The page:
When we think minimum wage, the biggest concentration is in two industries: fast food and retail. Would we see price increases in these sectors? It could happen, if 100% of the cost is passed to consumers. How much would that cost increase be? The Demos Organization calculated that if all full-time, year-round retail employees had their wages increased to $12 per hour, the impact would be a $17.73 annual rise in prices to the average end consumer if 100% of the cost was passed along to the consumer (but at the same time, it would lift 1.5 million workers up from in or near poverty, increasing GDP between $11.8 and $15.2 billion per year, and add 100,000 to 132,000 additional jobs).
The reality is than many highly profitable large employers would be able to eat the increased cost without passing along to consumers.
Small business, however, might not be so lucky. Of all the “nay” arguments, I think this is the most legitimate. And tax credits should be looked at for small business that employ a certain number of employees, yet earn under a certain threshold, as they cannot as quickly or easily absorb the increase in costs as a mega corporation.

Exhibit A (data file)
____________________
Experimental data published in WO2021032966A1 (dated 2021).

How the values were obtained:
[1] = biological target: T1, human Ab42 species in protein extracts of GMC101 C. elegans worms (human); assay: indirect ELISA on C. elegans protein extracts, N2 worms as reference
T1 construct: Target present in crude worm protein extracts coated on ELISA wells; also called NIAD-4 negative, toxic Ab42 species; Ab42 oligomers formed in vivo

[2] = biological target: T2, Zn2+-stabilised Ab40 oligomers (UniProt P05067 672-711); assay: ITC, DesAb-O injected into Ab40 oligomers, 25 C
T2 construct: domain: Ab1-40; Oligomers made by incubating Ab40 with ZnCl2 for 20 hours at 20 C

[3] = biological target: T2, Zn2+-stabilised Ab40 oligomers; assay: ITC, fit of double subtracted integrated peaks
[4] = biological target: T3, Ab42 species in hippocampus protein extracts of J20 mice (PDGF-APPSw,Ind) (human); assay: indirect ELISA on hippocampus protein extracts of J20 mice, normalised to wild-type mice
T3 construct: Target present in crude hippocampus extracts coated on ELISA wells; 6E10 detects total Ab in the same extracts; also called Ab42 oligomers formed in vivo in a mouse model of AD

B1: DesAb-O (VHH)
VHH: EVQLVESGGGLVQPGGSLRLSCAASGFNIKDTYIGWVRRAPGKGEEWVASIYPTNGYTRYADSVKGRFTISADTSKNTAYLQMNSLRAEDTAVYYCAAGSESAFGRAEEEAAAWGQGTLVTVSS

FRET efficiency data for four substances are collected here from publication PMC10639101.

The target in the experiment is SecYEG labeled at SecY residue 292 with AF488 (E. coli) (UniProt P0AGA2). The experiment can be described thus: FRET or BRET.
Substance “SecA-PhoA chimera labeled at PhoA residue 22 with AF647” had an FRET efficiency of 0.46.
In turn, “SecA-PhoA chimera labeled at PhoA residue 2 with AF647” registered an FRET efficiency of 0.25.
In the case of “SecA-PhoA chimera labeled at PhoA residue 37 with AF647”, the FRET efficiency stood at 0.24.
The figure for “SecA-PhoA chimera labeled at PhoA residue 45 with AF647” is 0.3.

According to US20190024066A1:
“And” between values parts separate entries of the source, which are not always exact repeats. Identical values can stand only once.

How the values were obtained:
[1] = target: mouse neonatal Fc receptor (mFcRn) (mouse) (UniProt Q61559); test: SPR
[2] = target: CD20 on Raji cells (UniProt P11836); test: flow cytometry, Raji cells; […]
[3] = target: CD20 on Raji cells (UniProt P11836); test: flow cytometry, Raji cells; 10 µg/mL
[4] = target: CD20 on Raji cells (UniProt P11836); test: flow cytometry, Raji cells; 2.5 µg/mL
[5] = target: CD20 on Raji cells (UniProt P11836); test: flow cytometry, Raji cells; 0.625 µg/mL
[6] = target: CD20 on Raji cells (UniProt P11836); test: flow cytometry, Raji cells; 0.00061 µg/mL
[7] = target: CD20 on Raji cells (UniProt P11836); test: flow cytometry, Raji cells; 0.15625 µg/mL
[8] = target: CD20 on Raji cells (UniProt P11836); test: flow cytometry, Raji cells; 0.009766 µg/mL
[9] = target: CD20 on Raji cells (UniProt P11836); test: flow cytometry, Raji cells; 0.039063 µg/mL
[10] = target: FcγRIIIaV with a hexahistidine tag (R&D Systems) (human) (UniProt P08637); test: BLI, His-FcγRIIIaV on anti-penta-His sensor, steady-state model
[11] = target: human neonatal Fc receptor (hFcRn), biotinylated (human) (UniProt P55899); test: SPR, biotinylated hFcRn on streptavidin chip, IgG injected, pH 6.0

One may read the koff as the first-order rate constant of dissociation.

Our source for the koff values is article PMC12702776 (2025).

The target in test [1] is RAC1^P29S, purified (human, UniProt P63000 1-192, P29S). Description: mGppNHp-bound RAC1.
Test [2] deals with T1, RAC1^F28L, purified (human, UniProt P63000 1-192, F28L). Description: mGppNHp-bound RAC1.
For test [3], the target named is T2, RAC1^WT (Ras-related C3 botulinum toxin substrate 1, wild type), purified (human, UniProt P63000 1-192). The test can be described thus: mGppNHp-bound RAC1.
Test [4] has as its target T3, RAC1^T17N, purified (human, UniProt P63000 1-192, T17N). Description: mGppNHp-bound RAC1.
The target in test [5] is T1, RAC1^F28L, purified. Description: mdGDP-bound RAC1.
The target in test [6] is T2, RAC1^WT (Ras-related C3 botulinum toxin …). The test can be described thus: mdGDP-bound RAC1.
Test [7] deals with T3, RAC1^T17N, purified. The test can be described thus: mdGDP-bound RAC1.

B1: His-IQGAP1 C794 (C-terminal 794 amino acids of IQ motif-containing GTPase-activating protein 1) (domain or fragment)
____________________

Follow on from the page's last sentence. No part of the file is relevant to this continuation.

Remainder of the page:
I haven’t earned minimum wage since high school, but I see the value in maintaining a fair working wage for the lowest of low income workers by indexing to actual cost of living (which also removes the BS political debate every few years). We aren’t talking about a doubling of standard of living here. We’re just talking about keeping up with the cost of living. It maintains purchasing power, cuts government dependence, and might even add a little bit of motivation, pride, and hope to workers. Studies have shown more positive effects than negative.
I don’t really spend anything in retail or fast food, any price increases passed along to me would quickly be brushed off by riding my bike instead of driving my car on a few shopping trips. I’m not trying to be partisan here. I just think it makes common sense. Lets index the damn thing already!
What’s your take?